How can a nation such as Canada support one theocracy with secret, unmonitored, uncontrolled nuclear weapons (Israel) while supporting sanctions and eliminating diplomatic relations with another theocracy for their unconfirmed, apparent desire to produce a nuclear weapon (Iran)?

Shouldn’t the message be the same for all theocracies with nukes (i.e. get rid of your nukes, stand-down your military and then we can talk)? What difference does it make if Israel is a quasi-representative democracy, they have nuclear weapons and their deterrence strategy is to launch simultaneous nuclear strikes on any and all enemies if ‘overwhelmed’ by outside aggression, something which they came very close to doing during the Yom Kippur War of 1973. The Samson Option could include the use of as many as 400 nuclear weapons, many of which are of the thermonuclear variety with a one-megaton yield (fifty times more powerful than the bombs dropped on Hiroshima and Nagasaki). They can be launched by ballistic missiles with an 11,000 kilometre range, from cruise-missile armed submarines, from jet fighters or even delivered via suitcases.

The very existence of Israel’s massive nuclear stockpile is in itself a destabilizing factor in the entirety of the Middle East. The way we turn a blind eye towards Israel’s countless foreign invasions (Suez Canal, 1956; all of its neighbours, 1967, all of its neighbours for a second time in 1973, Lebanon in 1982, Lebanon again in 2006, and all this aside from regular military action on Palestinian territory), and the intolerance and racism of the Likud Party and it’s allies is astonishing. What does this say about our own government?

For a truly disturbing mini-doc on contemporary anti-African racism in Israel, see the video posted below.

Harper wasted an opportunity to excoriate the current Israeli government for its human rights abuses, weapons of mass destruction and the not-so-subtle anti-African sentiment that has resulted in more than one instance of sitting members of the Knesset demanding African immigrants be rounded up and put in concentration camps; a law recently passed by Benjamin Netanyahu’s Likud Party will see undocumented African immigrants held for up to a year without trial. Instead of criticizing these laws, Harper said that anti-Zionism is the same as anti-Semitism.

I should remind the Prime Minister, and anyone else dumb enough to buy that nonsense, that these are two very different things, but neither apply to this article nor any of a torrent of articles recently published about this trip or about Israel broadly speaking. Harper is so loathe to criticize Israel the Tories had the Department of National Defence quietly removed any online traces of a report that a Canadian peacekeeper on a UN deployment was killed by an Israeli artillery strike in 2006. What’s particularly damning is that the IDF was either obscenely careless or bombed the UN outpost deliberately, as it was clearly marked on maps and familiar to IDF personnel operating in the region.

What’s particularly mortifying is that the Prime Minister has confused hatred of a religious group and hatred of nation, but has also posited hatred of a nation/religious group as what underlies criticism of Israel and it’s policies.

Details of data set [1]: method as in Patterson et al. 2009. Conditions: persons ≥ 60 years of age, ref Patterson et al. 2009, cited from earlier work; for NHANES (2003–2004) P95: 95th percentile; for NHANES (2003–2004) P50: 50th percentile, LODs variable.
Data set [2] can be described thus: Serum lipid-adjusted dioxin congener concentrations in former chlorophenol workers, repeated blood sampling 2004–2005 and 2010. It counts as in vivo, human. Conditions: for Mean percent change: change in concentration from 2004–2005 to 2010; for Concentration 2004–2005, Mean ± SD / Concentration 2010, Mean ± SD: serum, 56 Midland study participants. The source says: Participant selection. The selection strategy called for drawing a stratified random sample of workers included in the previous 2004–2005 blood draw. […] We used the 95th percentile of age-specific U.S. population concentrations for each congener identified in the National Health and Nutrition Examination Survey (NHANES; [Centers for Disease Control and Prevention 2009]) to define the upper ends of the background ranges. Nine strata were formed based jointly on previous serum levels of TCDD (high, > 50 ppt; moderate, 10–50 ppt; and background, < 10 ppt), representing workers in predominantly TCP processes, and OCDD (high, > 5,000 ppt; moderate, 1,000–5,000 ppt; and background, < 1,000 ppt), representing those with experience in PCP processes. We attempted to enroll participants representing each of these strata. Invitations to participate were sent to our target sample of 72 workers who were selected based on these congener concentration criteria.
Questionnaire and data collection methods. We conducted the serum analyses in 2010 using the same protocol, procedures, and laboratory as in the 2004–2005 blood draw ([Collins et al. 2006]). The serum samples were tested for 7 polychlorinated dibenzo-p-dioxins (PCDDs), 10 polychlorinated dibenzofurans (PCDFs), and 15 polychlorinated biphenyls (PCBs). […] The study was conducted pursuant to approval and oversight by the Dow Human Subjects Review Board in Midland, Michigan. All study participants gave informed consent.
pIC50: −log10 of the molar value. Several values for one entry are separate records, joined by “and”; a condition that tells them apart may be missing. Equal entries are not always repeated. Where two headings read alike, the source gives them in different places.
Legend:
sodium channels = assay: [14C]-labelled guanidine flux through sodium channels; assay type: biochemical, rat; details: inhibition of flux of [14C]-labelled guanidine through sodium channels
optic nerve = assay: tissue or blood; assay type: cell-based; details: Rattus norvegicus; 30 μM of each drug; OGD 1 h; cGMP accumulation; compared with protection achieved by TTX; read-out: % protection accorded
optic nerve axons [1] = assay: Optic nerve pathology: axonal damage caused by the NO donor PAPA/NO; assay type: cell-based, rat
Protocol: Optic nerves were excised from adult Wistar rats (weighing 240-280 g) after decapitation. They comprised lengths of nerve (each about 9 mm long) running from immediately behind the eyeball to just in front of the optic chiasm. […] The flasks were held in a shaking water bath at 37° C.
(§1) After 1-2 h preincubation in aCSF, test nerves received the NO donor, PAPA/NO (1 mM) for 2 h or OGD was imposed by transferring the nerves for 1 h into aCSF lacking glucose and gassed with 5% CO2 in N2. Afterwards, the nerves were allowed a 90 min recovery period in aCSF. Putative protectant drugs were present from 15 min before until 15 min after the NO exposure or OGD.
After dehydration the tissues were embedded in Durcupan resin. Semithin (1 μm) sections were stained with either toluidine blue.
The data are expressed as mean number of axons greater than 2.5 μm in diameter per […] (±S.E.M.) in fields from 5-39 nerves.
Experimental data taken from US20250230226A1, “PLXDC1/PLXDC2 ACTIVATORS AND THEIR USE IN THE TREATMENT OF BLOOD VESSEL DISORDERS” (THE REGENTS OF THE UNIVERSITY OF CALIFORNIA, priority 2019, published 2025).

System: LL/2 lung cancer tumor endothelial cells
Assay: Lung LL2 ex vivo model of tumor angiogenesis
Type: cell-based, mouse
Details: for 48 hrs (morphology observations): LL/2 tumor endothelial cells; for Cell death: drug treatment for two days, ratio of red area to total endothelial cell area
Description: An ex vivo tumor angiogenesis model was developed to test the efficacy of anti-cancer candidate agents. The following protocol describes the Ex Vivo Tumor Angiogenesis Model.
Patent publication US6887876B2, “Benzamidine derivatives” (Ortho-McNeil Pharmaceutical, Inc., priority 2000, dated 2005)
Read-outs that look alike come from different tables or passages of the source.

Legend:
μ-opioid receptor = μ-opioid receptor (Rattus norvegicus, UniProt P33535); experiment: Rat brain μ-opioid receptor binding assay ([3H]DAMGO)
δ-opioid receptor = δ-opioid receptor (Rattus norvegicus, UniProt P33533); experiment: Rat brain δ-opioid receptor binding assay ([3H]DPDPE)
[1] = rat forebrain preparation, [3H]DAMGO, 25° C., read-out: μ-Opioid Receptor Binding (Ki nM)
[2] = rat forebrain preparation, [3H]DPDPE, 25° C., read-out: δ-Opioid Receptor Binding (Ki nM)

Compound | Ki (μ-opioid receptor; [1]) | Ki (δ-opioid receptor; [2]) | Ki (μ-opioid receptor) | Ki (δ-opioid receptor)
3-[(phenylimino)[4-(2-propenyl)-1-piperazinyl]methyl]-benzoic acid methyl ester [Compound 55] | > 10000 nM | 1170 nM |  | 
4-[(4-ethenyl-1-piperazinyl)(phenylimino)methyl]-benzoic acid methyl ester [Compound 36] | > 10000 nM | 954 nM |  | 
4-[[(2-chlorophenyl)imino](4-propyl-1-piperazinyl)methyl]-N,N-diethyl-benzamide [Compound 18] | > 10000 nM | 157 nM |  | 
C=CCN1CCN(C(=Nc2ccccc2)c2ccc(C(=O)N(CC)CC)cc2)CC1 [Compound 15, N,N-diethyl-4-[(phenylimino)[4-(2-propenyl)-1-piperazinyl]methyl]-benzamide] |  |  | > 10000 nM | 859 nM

Again, I can’t help but draw the parallel to Québec. Criticize the PQ or the charter of values? That’s Quebec-bashing. Criticize the PLQ, CAQ, QS, ON etc. and that’s just politics.

Why is Stephen Harper telling me criticizing Israel’s current government is equal to hating Jews? Is he as dumb as those who endorse him, like world-class idiot Sarah Palin?

It isn’t and never was. Nor is criticizing the PQ and attack on all Québécois. Nor is criticizing the origins of the First World War an attack on any of the soldiers who fought in it.

But this is modern politics, and as long as people would rather react first and think second, Stephen Harper can make statements like this, and embark on taxpayer-financed trips such as this, without any repercussions. Similarly, Rob Ford can smoke crack right back into the mayor’s office and Pauline Marois may very well win a majority government by institutionalizing racism.

Disturbing, repugnant, ridiculous. But back to the issue at hand…

What kind of friend is Israel? And why must we support them at their worst? It’s obscene that the Prime Minister can score political points in Canada by sycophantically and uncritically praising the current conservative Israeli government, and by extension support the vilest elements of contemporary Israeli society who conveniently ignore the lessons of the Holocaust and marginalize minorities in their own apparently liberal democratic nation. That members of Likud would use the same rhetoric in attacking Arabs or Africans today as fascists used against Jews throughout Europe and North America in the early 20th century is appalling to say the very least

Stephen Harper does not speak for Canada. Any pretence he might have to this effect should come to an end well before the next regularly scheduled election. The Conservative Party of Canada is leading this nation down a road I’m quite uncomfortable with, and this campaign stop in the ‘Holy Land’ is just another fantastic reminder why the Tories are wholly unfit to govern.